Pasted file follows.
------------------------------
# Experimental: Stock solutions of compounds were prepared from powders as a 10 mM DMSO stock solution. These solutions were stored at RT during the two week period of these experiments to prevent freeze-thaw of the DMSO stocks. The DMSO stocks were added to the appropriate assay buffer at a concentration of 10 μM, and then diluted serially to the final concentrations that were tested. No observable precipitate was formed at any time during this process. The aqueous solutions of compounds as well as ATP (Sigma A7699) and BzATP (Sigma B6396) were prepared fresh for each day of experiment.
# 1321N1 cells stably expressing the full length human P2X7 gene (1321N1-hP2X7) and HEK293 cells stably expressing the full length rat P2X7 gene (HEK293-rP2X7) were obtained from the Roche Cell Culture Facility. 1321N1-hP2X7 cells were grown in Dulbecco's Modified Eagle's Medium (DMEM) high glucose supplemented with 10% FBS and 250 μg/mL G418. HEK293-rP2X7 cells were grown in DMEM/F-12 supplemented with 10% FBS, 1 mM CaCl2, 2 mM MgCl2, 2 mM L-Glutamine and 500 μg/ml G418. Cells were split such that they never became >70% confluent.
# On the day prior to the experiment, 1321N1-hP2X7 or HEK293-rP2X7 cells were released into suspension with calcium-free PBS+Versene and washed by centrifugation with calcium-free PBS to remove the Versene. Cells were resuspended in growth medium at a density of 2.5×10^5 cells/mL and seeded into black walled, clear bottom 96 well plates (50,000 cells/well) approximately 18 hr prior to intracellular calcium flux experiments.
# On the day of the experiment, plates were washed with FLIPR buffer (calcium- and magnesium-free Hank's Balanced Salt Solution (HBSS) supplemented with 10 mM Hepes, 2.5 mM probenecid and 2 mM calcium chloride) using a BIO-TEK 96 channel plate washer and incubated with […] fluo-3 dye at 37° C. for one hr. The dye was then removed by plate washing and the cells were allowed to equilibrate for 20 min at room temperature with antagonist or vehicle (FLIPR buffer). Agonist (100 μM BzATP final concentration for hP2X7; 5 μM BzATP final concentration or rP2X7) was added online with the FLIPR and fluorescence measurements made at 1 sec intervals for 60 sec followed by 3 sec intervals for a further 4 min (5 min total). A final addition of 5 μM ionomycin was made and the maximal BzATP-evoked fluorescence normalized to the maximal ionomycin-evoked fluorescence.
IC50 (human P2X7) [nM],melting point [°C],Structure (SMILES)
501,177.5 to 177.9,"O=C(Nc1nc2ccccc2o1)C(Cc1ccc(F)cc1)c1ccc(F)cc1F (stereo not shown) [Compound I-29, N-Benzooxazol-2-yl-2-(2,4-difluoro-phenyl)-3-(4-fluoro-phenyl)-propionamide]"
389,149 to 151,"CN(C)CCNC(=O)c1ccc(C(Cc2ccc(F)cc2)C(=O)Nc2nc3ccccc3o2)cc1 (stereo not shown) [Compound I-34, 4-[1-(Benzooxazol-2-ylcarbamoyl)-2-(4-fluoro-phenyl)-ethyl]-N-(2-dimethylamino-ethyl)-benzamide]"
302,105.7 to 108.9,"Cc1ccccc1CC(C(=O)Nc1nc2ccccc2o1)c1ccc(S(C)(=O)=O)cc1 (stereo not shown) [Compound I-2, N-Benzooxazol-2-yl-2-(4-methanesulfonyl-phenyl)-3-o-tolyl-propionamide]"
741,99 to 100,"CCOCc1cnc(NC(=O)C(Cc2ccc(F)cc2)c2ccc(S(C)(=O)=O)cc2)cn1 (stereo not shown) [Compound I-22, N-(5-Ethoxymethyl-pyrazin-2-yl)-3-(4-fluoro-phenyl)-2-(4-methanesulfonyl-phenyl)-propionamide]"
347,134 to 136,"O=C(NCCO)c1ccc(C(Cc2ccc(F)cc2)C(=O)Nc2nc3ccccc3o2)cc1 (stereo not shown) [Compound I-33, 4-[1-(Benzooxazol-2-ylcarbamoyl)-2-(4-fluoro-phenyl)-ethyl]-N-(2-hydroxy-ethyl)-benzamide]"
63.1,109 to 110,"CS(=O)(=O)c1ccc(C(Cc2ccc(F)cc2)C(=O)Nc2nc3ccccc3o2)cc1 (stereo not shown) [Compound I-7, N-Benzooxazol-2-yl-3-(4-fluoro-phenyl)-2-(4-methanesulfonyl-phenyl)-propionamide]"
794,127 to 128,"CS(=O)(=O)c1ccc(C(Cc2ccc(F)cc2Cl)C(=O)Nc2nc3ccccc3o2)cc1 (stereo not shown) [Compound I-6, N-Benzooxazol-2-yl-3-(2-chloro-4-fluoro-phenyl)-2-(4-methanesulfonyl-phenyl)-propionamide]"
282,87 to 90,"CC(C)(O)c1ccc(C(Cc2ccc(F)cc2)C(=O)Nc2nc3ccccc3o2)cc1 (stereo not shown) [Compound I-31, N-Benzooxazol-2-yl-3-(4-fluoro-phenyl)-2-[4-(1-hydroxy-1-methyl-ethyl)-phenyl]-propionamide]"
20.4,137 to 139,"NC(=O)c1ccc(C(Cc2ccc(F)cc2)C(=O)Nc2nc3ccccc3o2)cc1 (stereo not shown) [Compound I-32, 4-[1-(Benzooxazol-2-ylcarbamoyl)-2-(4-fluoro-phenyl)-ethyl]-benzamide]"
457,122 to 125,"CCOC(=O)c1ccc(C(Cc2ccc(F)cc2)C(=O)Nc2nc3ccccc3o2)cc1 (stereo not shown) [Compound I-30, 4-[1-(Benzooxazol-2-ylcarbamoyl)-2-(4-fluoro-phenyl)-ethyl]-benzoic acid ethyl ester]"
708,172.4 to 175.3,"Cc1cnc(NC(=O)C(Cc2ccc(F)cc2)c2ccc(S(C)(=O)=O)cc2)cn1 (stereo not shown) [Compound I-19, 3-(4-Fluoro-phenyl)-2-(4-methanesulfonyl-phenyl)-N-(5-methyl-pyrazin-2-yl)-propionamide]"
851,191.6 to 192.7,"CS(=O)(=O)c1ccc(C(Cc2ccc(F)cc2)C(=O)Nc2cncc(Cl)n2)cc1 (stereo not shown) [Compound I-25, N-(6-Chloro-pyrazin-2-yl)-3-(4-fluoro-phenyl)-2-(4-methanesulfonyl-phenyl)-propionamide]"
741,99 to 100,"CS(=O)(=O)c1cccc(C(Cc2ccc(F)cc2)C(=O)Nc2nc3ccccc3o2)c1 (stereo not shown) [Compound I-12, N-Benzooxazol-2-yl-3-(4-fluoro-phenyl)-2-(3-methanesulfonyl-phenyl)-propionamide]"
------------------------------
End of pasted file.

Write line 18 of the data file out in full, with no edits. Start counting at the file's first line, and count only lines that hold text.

741,99 to 100,"CS(=O)(=O)c1cccc(C(Cc2ccc(F)cc2)C(=O)Nc2nc3ccccc3o2)c1 (stereo not shown) [Compound I-12, N-Benzooxazol-2-yl-3-(4-fluoro-phenyl)-2-(3-methanesulfonyl-phenyl)-propionamide]"